It's something that I never could have expected.
There it was, though.
I opened up a text message to find a photo, which featured a screenshot of a campaign commercial by Sen. Mitch McConnell.
And there was my name and my words.
"McGrath's commercials are painfully ineffective — Richmond Register, Nathan Hutchinson."
I wasn't sure how to react.
It caught me completely off guard.
Two months later, it still seems odd to look at that photo, which I have saved on my phone.
I didn't write that column ("It's hard to feel bad for Amy McGrath" — June 4, 2020) to garner any attention.
Not at all.
It was just my opinion.
I didn't think anyone would notice.
They did, though.
And trust me, I got some negative feedback.
There were a couple of canceled subscriptions and one reader, who refused to even speak with me and called me "disgusting."
My own mother didn't react all that favorably.
I sent the screenshot of McConnell's ad to her and the response was a red-face emoji and three words "angry mom face."
That column was not meant to be an endorsement of McConnell.
Not at all.
It was really more focused on the floundering campaign of his challenger — retired Marine Amy McGrath.
Her television commercials in particular.
At a time when candidates can't get out and campaign in the normal way because of COVID-19, ads have become even more important.
As noted by McConnell, I found McGrath's television spots to be painfully ineffective.
She completely ignored her primary opponent, and perhaps as a result, almost lost to a little-known progressive state representative from Louisville who ran on ideas like a universal basic income and social justice.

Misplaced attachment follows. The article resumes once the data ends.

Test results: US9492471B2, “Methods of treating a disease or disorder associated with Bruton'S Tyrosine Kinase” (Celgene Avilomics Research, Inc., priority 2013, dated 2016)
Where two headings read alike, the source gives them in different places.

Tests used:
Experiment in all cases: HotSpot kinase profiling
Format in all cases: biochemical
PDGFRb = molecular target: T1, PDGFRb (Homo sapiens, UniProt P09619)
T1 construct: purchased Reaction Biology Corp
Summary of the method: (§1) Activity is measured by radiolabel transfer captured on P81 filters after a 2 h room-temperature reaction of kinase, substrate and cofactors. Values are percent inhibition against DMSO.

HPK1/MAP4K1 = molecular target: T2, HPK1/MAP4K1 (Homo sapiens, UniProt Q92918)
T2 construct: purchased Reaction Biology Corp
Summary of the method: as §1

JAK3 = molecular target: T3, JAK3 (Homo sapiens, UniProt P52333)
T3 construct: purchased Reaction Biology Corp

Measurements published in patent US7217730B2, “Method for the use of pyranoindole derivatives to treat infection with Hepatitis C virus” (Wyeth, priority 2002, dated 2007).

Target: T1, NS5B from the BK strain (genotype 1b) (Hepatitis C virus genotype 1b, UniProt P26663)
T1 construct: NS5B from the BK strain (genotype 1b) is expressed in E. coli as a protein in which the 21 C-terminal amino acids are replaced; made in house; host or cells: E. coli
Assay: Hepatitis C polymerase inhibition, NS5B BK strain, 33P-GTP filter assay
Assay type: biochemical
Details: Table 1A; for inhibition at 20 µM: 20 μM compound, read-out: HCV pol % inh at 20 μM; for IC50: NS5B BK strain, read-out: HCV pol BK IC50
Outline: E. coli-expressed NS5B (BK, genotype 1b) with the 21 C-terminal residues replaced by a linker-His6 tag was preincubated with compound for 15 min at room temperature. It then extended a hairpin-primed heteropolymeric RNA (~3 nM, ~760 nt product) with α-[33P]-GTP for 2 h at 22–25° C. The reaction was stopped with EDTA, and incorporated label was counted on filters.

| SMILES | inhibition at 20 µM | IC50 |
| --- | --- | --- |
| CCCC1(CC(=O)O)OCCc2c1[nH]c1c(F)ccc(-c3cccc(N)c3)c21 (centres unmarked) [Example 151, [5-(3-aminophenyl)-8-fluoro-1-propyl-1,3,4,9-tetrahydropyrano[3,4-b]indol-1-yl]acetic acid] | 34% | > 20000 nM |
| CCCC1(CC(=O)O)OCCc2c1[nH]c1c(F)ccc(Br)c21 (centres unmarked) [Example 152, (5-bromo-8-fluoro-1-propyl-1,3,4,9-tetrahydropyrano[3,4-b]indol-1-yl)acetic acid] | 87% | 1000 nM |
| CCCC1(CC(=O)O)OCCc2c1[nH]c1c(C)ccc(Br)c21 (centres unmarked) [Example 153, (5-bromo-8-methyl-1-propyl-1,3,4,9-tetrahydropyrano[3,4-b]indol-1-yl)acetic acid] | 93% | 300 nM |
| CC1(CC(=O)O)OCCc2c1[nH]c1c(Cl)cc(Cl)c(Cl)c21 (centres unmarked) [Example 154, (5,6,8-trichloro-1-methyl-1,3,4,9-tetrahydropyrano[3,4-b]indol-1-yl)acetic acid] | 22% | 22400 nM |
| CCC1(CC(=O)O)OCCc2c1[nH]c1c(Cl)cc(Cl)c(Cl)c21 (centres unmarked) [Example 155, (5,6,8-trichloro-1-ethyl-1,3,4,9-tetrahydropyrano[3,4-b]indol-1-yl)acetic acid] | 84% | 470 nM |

McGrath raised more than $10 million, but beat Charles Booker by about only 15,000 votes.
Even more money has poured into her campaign since then as the Democratic National Committee cranked up its routine effort to "Ditch Mitch."
It happens every six years.
Turn on your television and within a few minutes you will see an ad for McGrath or McConnell.
You can't miss them (even though we all wish we could).
Amazingly, McGrath's ads seem to be more pathetic than they were during the primary season.
There's no focus and even less substance.
The McGrath campaign has flooded the market with dozens and dozens of 30-second spots that attack McConnell from every angle on seemingly almost every topic.
McConnell is old. McConnell doesn't care about Kentucky. McConnell wants to take away your health care. McConnell hurts hemp farmers. McConnell isn't doing enough for coal miners. McConnell didn't help stop COVID-19. McConnell opposes equal pay for women. McConnell has been in Washington D.C. too long. McConnell is a puppet for cooperate donors.
What's the message?
There's not one.
It's all just a mish mash of unconnected accusations that have very little substance and even less resonance.
Perhaps that's the strategy.
Just to throw everything at McConnell thinking something will stick with each segment of the voting public.
If it is, it is just too disjointed to make any real impact.
Even worse, McGrath's ads really don't provide you with any real reason to support her.
She has been in the political spotlight in this state for the past three years and her campaign still revolves almost entirely around two things — her military career and her family.
McGrath needs to give people more if she hopes to pull off a historic political upset.
It won't happen.
McConnell has recycled the same tactics Andy Barr used against McGrath when she ran for congress in 2018.
His television spots are very effective (even though they are just as annoying) because they continually hammer home the exact same message — that McGrath is too liberal for Kentucky, a state which Donald Trump won by almost 30 points in 2016.
McConnell's team stays on point, while McGrath's campaign still seems to have no direction at all.
So, I said it before.
I'll say it again.
McGrath's commercials are painfully ineffective.
They may have actually gotten worse.
And you can quote me on that.